With the death of all-time basketball great George Mikan the other day, I began thinking that it was Mikan -- indirectly, at least -- who set the wheels in motion for there to be a Houston-UCLA Game of the Century in 1968.
A college star with DePaul in the mid-1940s and then as a pro with the Minneapolis Lakers up through the mid-1950s, Mikan made his mark in the following way, as noted in the obituary linked above:
A superstar decades before the term existed, Mikan was the first big man to dominate the sport. No one before had seen a 6-foot-10 player with his agility, competitiveness and skill.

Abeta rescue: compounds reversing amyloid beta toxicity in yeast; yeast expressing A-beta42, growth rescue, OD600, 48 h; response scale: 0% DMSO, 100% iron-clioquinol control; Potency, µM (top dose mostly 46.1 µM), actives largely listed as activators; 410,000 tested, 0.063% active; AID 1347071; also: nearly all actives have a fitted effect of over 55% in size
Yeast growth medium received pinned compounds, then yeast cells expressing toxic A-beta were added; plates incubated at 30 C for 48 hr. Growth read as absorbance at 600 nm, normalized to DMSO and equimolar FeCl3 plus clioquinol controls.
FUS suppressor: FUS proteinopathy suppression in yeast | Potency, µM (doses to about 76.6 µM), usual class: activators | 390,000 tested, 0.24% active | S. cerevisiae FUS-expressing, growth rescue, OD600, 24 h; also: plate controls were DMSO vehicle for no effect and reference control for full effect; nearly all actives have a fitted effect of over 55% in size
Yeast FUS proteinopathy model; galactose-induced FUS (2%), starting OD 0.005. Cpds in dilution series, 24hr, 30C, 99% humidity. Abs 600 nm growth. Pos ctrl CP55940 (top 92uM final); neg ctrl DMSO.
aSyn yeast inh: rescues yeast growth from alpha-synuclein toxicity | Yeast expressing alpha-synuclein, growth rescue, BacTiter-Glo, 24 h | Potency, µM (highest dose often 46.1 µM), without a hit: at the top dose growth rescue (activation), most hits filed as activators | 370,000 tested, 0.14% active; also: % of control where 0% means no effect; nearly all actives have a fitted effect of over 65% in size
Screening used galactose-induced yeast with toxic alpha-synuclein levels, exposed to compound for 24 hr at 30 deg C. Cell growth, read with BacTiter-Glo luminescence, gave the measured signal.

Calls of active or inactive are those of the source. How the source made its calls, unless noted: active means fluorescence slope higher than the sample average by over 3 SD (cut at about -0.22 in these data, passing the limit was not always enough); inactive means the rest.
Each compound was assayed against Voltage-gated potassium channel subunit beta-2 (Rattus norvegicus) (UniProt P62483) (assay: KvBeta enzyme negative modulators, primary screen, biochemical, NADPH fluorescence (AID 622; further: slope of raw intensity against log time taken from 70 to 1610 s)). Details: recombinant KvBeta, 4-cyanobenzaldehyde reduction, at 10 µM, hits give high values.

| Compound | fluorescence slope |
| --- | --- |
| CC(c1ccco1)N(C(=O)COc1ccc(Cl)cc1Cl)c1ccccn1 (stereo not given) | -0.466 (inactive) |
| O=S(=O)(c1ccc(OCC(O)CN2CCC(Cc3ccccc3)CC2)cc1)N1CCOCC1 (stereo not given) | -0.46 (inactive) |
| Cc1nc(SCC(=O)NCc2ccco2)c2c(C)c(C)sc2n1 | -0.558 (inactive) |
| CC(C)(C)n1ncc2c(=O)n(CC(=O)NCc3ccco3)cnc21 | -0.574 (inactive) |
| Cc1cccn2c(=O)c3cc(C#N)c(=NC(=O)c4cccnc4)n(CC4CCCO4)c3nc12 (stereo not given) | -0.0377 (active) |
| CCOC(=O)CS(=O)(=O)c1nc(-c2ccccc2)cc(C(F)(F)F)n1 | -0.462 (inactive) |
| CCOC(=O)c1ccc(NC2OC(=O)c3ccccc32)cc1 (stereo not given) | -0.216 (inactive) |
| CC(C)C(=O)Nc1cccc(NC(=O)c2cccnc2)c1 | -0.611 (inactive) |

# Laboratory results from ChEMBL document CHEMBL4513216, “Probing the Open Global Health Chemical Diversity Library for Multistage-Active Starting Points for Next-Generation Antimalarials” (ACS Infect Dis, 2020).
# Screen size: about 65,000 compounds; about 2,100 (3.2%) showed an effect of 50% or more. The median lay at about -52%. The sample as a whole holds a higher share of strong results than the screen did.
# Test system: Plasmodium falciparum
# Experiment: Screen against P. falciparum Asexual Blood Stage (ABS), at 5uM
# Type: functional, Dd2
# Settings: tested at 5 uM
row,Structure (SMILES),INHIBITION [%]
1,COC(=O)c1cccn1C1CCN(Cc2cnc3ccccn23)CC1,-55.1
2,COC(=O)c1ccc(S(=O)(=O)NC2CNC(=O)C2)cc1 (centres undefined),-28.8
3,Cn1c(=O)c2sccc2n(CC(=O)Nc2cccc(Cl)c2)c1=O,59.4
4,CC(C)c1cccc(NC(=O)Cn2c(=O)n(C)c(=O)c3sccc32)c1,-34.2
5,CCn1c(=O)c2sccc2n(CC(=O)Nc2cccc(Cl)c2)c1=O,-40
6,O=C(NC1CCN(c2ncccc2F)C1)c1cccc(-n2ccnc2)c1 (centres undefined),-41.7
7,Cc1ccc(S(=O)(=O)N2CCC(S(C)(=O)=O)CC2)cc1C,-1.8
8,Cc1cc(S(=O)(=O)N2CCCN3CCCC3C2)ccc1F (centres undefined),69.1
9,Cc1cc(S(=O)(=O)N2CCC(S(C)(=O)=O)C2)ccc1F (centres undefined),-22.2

Given that the mystique of the Game of the Century rests in good part on its match-up of big men -- UCLA's Lew Alcindor (later Kareem Abdul-Jabbar) and UH's Elvin Hayes -- Mikan's contribution a generation earlier in demonstrating the potential dominance of the center role is unmistakable.
In fact, Mikan's contribution in defining the position extends well beyond 1968, in the eyes of one of today's leading practitioners of the low post. Shaquille O'Neal is quoted in the obituary -- with a reference to Mikan's famous uniform number -- as saying that, "Without No. 99, there is no me."